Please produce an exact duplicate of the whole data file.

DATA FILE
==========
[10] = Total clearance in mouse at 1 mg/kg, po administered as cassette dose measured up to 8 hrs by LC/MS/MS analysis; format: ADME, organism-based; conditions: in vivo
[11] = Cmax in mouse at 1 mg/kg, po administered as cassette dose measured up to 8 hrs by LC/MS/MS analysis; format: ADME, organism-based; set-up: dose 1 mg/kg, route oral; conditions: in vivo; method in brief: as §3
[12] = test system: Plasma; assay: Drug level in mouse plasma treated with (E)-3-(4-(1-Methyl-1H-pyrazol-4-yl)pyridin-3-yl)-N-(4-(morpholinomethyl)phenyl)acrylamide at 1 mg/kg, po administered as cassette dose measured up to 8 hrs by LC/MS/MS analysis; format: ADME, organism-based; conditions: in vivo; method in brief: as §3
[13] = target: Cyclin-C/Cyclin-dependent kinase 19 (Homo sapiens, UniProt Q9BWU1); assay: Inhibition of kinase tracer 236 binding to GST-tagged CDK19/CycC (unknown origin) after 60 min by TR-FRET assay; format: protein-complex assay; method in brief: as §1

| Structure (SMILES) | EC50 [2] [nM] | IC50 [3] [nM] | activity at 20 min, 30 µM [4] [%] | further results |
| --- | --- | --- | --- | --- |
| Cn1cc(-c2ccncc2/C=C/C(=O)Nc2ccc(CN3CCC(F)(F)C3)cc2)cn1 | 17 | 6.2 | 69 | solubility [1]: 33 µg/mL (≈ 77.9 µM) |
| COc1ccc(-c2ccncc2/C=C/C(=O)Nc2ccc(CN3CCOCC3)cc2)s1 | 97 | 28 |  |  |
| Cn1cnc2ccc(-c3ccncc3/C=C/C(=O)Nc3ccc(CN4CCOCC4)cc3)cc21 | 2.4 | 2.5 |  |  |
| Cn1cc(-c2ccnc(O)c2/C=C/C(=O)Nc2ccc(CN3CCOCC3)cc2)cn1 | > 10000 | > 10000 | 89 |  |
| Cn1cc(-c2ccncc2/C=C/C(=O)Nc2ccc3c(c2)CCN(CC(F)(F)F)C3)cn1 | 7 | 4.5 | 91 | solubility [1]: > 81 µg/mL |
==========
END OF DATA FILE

[10] = Total clearance in mouse at 1 mg/kg, po administered as cassette dose measured up to 8 hrs by LC/MS/MS analysis; format: ADME, organism-based; conditions: in vivo
[11] = Cmax in mouse at 1 mg/kg, po administered as cassette dose measured up to 8 hrs by LC/MS/MS analysis; format: ADME, organism-based; set-up: dose 1 mg/kg, route oral; conditions: in vivo; method in brief: as §3
[12] = test system: Plasma; assay: Drug level in mouse plasma treated with (E)-3-(4-(1-Methyl-1H-pyrazol-4-yl)pyridin-3-yl)-N-(4-(morpholinomethyl)phenyl)acrylamide at 1 mg/kg, po administered as cassette dose measured up to 8 hrs by LC/MS/MS analysis; format: ADME, organism-based; conditions: in vivo; method in brief: as §3
[13] = target: Cyclin-C/Cyclin-dependent kinase 19 (Homo sapiens, UniProt Q9BWU1); assay: Inhibition of kinase tracer 236 binding to GST-tagged CDK19/CycC (unknown origin) after 60 min by TR-FRET assay; format: protein-complex assay; method in brief: as §1

| Structure (SMILES) | EC50 [2] [nM] | IC50 [3] [nM] | activity at 20 min, 30 µM [4] [%] | further results |
| --- | --- | --- | --- | --- |
| Cn1cc(-c2ccncc2/C=C/C(=O)Nc2ccc(CN3CCC(F)(F)C3)cc2)cn1 | 17 | 6.2 | 69 | solubility [1]: 33 µg/mL (≈ 77.9 µM) |
| COc1ccc(-c2ccncc2/C=C/C(=O)Nc2ccc(CN3CCOCC3)cc2)s1 | 97 | 28 |  |  |
| Cn1cnc2ccc(-c3ccncc3/C=C/C(=O)Nc3ccc(CN4CCOCC4)cc3)cc21 | 2.4 | 2.5 |  |  |
| Cn1cc(-c2ccnc(O)c2/C=C/C(=O)Nc2ccc(CN3CCOCC3)cc2)cn1 | > 10000 | > 10000 | 89 |  |
| Cn1cc(-c2ccncc2/C=C/C(=O)Nc2ccc3c(c2)CCN(CC(F)(F)F)C3)cn1 | 7 | 4.5 | 91 | solubility [1]: > 81 µg/mL |